Alaska Airline Flight Lands With an Open Cargo Door Where Pets Were Onboard Amid $1B Company Lawsuit

By: Alex Trent | Published: Mar 17, 2024

Alaska Airlines is under fire again after a cargo accident saw the plane land with an open door, which could have potentially damaged passenger pets who were being kept in the cargo hold.

While no pets were reported injured, this is another time in recent months that the company has had to deal with airplane door-opening controversies and is currently in a $1 billion lawsuit over another incident.

Pets in Danger

In Portland, Oregon on March 1st, an Alaska Airlines plane landed and arrived at the airport gate terminal like a normal flight. However, upon its landing, it was discovered that the cargo door containing passengers’ pets was wide open, possibly exposing the contents inside to danger.

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It is not known how the door managed to get open, but luckily none of the pets were injured.

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Alaska Airlines Statement

In response to the incident, Alaska Airlines gave a statement to local news organization KOIN, going over the facts as they understood them.

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The logo of Alaska Airlines on the side of an airplane.

Source: Frank Kovalchek/Wikimedia

“Upon landing at PDX on March 1, Alaska Airlines flight 1437 was discovered to have the forward cargo door unsealed. There was no indication to the crew that the door was unsealed during flight and all indications point to the door partially opening after landing. Our maintenance teams inspected the aircraft, replaced a spring in the door, tested the door and reentered it into service.”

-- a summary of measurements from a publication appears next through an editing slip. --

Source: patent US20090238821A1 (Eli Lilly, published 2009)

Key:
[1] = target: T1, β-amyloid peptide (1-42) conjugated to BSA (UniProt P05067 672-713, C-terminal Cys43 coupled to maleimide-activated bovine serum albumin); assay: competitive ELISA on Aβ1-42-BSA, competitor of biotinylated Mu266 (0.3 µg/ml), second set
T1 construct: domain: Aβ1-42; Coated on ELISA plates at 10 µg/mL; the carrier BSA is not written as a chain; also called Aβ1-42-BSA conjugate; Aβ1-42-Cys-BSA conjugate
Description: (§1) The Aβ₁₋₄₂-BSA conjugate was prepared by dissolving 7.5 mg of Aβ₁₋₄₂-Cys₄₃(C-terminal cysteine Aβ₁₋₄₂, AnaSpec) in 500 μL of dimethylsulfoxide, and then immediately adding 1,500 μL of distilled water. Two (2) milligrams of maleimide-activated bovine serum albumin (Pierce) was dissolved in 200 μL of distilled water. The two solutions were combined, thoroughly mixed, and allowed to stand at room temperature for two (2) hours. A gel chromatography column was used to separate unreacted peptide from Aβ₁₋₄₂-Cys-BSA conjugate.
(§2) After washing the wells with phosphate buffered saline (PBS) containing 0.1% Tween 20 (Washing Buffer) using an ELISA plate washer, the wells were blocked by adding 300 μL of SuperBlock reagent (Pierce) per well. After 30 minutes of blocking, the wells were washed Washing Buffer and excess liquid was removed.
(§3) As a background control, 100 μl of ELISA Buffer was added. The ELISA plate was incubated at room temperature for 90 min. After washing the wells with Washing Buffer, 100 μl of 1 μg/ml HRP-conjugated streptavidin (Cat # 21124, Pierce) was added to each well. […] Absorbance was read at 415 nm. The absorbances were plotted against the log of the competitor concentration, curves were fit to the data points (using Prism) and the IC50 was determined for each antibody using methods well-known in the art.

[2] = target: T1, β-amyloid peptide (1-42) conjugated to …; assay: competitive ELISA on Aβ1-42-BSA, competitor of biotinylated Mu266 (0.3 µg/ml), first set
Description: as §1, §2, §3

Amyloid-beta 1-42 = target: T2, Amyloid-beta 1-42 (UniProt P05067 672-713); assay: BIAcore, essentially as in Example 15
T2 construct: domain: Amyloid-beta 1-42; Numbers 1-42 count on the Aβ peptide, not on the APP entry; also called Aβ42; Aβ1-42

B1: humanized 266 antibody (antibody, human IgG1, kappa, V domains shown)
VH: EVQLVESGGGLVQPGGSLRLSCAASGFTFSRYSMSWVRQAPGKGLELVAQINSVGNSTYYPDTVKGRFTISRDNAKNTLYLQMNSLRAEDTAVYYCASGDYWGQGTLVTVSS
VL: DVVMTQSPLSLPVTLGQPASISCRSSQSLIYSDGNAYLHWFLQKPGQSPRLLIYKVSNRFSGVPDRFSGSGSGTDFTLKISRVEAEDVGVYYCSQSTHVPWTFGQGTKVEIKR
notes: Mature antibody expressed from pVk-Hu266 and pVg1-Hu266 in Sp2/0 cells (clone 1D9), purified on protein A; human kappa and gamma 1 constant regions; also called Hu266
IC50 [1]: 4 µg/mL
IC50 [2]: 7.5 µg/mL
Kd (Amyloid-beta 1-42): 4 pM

Expert Weighs In

An aviation expert named Joe Schwieterman gave comments to KOIN characterizing the incident as “a pretty major defect” after he was shown photos of what happened.

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A wing of an airplane is seen as it flies through the air.

Source: Ross Parmly/Unsplash

“It affects a lot of the electrical equipment in that cargo hold. So, it is troublesome that you may have a plane where some things like this went undetected,” he said.

What About Safety Protocols?

Schwieterman asserted to KOIN that an incident as major as this where the cargo door is open should have triggered a sensor to alert someone of what was going on.